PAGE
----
Though it may be categorised as a single for the purposes of order, there's not much that links Ba Ba Ti Ki Di Do with the shorter release format. It has three “songs”, but that's it. It's a partly improvised 20-minute instrumental ambient piece split into three sections, written for Merce Cunningham's dance piece Split Sides which premiered in 2003 at the Brooklyn Academy of Music, and utilising piano, music box, miked-up ballet shoes(!) and electronic playback, Love Me Do this definitely isn't.
This represents quite a departure for the Icelandic combo. Guitars were certainly not invited, nor are Jónsi Birgisson's ethereal vocal coos to be heard. What is still very much in evidence is the effortless beauty and otherworldly wonder. Opening segment Ba Ba features a warbling loop of piano that escalates in intensity and complexity – partly recalling Tubular Bells. Featuring the random but delightful plucking of what sounds like a child's music box needing repair, the second section is a strange bundle of niceness. By the time the final movement has drifted away in a haze of static, sampled chanting and the music box breaking down for good, the instinct is to experience it all again.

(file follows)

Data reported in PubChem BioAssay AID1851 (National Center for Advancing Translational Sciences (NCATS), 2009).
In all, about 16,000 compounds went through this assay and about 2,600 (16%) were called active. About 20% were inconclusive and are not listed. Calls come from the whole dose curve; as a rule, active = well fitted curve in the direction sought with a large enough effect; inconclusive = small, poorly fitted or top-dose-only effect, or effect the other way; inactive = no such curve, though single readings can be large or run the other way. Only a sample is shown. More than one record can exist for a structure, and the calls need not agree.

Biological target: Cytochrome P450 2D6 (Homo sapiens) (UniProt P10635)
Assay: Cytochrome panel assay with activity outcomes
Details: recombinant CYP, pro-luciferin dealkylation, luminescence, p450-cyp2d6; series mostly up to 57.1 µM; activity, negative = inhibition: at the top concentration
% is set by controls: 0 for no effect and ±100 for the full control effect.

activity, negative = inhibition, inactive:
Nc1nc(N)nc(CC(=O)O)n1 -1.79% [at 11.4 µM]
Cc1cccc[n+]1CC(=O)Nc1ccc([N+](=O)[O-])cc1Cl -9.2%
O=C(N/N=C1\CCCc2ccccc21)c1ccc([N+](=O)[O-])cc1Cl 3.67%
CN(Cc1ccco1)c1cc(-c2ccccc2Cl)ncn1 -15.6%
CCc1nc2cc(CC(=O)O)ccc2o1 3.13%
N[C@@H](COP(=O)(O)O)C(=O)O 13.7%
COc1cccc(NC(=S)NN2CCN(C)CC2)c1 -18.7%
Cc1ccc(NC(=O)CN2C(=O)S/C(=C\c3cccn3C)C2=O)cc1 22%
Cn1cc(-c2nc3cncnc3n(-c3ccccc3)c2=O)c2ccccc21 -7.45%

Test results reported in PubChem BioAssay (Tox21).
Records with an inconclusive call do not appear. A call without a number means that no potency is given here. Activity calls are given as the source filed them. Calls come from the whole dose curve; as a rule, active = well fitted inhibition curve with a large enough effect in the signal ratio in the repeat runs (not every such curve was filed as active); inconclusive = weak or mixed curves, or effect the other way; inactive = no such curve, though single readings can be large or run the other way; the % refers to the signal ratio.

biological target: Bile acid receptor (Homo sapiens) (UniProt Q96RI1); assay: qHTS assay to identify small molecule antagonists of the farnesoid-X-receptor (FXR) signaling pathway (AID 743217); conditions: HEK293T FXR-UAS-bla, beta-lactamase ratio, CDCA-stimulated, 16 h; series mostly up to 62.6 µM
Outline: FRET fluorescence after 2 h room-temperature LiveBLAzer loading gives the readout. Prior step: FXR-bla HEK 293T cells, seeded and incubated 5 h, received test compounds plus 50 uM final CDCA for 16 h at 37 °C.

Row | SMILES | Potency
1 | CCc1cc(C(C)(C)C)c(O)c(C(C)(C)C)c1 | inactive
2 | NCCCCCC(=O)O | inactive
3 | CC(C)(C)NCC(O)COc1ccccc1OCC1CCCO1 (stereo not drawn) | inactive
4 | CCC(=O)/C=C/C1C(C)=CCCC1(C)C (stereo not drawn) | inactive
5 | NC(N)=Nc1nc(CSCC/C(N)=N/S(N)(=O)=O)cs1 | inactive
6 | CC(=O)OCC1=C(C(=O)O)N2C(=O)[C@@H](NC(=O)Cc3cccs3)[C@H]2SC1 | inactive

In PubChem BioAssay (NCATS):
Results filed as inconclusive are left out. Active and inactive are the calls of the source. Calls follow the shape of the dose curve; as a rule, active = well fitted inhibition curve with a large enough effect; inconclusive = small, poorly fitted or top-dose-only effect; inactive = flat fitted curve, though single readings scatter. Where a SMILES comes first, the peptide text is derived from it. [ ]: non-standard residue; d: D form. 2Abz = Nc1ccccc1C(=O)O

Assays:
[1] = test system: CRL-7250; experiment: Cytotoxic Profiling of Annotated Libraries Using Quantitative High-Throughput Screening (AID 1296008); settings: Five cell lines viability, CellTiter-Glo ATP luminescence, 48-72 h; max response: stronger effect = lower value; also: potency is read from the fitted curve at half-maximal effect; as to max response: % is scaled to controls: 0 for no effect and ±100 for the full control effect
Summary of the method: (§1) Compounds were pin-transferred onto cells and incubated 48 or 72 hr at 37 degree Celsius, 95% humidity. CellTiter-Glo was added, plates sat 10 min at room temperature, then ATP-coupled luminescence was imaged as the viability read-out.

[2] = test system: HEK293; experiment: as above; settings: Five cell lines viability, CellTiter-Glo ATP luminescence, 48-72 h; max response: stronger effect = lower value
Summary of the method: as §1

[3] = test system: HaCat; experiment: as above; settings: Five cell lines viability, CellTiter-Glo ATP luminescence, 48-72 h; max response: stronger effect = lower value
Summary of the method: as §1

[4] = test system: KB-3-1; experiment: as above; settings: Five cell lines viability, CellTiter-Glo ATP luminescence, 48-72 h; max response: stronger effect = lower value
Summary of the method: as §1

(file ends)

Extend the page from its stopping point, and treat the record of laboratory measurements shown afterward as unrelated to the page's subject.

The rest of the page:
This is a one-off side project for the group, and as their major label debut reveals a healthy attitude of nonconformity. With a follow up to the marvellous "()" due next spring, Sigur Ros fans have something to help them get through that wait.